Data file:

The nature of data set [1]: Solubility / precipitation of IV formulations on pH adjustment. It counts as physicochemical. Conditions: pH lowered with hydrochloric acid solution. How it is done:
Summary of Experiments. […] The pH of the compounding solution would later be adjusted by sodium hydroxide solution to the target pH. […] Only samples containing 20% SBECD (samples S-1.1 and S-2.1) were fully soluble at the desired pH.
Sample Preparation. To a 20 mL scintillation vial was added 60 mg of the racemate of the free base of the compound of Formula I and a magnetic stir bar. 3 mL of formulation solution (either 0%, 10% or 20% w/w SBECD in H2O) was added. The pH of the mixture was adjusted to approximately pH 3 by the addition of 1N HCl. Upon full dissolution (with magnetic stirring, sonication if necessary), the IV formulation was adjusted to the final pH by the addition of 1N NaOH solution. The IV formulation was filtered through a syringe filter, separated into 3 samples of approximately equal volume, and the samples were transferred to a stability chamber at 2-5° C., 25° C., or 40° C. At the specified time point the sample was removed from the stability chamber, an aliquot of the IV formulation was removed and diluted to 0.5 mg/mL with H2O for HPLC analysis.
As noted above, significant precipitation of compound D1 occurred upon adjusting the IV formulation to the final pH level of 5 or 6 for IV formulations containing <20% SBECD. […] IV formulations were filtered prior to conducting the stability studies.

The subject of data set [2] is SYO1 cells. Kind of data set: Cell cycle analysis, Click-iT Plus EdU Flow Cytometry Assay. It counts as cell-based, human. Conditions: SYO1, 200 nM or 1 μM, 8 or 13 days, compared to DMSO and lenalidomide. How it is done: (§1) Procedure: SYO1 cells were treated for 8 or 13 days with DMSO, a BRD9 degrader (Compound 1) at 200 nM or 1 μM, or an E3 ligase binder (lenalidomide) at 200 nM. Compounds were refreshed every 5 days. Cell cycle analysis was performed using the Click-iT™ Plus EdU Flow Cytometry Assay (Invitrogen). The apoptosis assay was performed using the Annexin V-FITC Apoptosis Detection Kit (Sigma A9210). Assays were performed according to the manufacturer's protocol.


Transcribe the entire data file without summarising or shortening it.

The nature of data set [1]: Solubility / precipitation of IV formulations on pH adjustment. It counts as physicochemical. Conditions: pH lowered with hydrochloric acid solution. How it is done:
Summary of Experiments. […] The pH of the compounding solution would later be adjusted by sodium hydroxide solution to the target pH. […] Only samples containing 20% SBECD (samples S-1.1 and S-2.1) were fully soluble at the desired pH.
Sample Preparation. To a 20 mL scintillation vial was added 60 mg of the racemate of the free base of the compound of Formula I and a magnetic stir bar. 3 mL of formulation solution (either 0%, 10% or 20% w/w SBECD in H2O) was added. The pH of the mixture was adjusted to approximately pH 3 by the addition of 1N HCl. Upon full dissolution (with magnetic stirring, sonication if necessary), the IV formulation was adjusted to the final pH by the addition of 1N NaOH solution. The IV formulation was filtered through a syringe filter, separated into 3 samples of approximately equal volume, and the samples were transferred to a stability chamber at 2-5° C., 25° C., or 40° C. At the specified time point the sample was removed from the stability chamber, an aliquot of the IV formulation was removed and diluted to 0.5 mg/mL with H2O for HPLC analysis.
As noted above, significant precipitation of compound D1 occurred upon adjusting the IV formulation to the final pH level of 5 or 6 for IV formulations containing <20% SBECD. […] IV formulations were filtered prior to conducting the stability studies.

The subject of data set [2] is SYO1 cells. Kind of data set: Cell cycle analysis, Click-iT Plus EdU Flow Cytometry Assay. It counts as cell-based, human. Conditions: SYO1, 200 nM or 1 μM, 8 or 13 days, compared to DMSO and lenalidomide. How it is done: (§1) Procedure: SYO1 cells were treated for 8 or 13 days with DMSO, a BRD9 degrader (Compound 1) at 200 nM or 1 μM, or an E3 ligase binder (lenalidomide) at 200 nM. Compounds were refreshed every 5 days. Cell cycle analysis was performed using the Click-iT™ Plus EdU Flow Cytometry Assay (Invitrogen). The apoptosis assay was performed using the Annexin V-FITC Apoptosis Detection Kit (Sigma A9210). Assays were performed according to the manufacturer's protocol.